To help understand the concept of computer protocols, consider the analogy of the highway system. Many different combinations of roads are available to a person driving from point A to point B. However, en route one is compelled to stop at red lights, stay between the white lines, follow a reasonably direct path, and so on. These conventional rules that govern the set of possible behavior patterns within a heterogeneous system are what computer scientists call protocol. Thus, protocol is a technique for achieving voluntary regulation within a contingent environment.
These regulations always operate at the level of coding–they encode packets of information so they may be transported; they code documents so they may be effectively parsed; they code communication so local devices may effectively communicate with foreign devices. Protocols are highly formal; that is, they encapsulate information inside a technically defined wrapper, while remaining relatively indifferent to the content of information contained within. Viewed as a whole, protocol is a distributed management system that allows control to exist within a heterogeneous material milieu.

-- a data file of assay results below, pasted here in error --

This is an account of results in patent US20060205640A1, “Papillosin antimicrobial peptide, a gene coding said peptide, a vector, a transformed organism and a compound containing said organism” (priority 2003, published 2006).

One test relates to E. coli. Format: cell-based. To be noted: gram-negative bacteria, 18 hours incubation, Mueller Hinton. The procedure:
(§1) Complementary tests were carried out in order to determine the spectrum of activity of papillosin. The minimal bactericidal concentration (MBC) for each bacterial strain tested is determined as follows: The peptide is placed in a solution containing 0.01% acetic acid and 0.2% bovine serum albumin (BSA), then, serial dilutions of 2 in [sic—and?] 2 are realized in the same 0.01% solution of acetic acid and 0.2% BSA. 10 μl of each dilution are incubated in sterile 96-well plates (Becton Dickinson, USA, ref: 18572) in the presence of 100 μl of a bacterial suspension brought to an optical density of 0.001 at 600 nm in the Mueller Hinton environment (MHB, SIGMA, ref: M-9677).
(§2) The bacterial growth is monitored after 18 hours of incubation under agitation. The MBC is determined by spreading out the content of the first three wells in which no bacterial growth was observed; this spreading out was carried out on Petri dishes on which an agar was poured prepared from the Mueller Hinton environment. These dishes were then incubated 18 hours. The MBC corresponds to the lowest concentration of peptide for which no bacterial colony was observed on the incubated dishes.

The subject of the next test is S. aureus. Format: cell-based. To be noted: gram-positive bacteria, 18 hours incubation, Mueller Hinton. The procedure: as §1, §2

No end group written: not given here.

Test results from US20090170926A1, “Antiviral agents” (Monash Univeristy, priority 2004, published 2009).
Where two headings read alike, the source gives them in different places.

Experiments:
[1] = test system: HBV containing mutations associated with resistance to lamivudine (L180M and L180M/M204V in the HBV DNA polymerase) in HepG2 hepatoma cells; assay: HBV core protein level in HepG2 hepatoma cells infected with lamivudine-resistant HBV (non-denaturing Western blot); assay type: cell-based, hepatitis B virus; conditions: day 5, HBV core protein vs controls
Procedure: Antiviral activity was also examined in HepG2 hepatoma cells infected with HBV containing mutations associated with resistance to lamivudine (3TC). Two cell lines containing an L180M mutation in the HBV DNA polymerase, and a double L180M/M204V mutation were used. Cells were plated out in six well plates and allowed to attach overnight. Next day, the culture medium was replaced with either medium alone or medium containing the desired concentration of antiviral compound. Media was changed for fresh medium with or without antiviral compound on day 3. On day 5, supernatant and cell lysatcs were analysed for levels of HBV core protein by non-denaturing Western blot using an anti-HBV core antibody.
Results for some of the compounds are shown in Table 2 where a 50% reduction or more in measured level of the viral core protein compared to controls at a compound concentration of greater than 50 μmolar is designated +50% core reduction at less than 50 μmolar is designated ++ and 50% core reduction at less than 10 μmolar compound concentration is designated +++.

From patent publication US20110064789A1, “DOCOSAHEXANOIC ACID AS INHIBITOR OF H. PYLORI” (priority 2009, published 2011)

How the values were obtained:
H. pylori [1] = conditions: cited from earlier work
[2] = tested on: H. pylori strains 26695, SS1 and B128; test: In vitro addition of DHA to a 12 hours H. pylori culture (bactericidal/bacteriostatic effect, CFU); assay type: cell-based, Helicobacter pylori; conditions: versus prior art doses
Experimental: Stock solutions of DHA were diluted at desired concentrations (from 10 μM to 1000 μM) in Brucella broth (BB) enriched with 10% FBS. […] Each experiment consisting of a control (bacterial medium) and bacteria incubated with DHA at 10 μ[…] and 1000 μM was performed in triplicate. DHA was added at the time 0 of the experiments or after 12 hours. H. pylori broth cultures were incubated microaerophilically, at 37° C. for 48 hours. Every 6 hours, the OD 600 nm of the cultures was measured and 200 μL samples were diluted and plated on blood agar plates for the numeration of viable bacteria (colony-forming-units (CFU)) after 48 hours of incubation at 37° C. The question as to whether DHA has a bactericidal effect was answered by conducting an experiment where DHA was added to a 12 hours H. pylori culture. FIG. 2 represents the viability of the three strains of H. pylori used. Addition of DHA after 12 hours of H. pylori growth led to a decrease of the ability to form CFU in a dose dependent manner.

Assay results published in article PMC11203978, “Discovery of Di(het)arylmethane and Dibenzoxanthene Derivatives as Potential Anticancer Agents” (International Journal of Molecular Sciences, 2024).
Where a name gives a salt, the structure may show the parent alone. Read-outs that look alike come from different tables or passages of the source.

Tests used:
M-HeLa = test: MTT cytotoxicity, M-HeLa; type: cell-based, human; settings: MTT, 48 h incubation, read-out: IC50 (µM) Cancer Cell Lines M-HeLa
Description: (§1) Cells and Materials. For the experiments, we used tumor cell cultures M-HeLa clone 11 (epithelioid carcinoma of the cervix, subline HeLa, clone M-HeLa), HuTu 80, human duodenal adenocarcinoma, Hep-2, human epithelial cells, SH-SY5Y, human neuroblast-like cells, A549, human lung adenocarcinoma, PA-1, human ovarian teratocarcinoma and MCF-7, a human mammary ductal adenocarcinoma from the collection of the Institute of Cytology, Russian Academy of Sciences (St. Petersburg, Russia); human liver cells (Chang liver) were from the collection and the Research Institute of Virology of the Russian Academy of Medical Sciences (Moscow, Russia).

It is common for contemporary critics to describe the Internet as an unpredictable mass of data–rhizomatic and lacking central organization. This position states that since new communication technologies are based on the elimination of centralized command and hierarchical control, it follows that the world is witnessing a general disappearance of control as such.
This could not be further from the truth. I argue in this book that protocol is how technological control exists after decentralization. The “after” in my title refers to both the historical moment after decentralization has come into existence, but also–and more important–the historical phase after decentralization, that is, after it is dead and gone, replaced as the supreme social management style by the diagram of distribution.”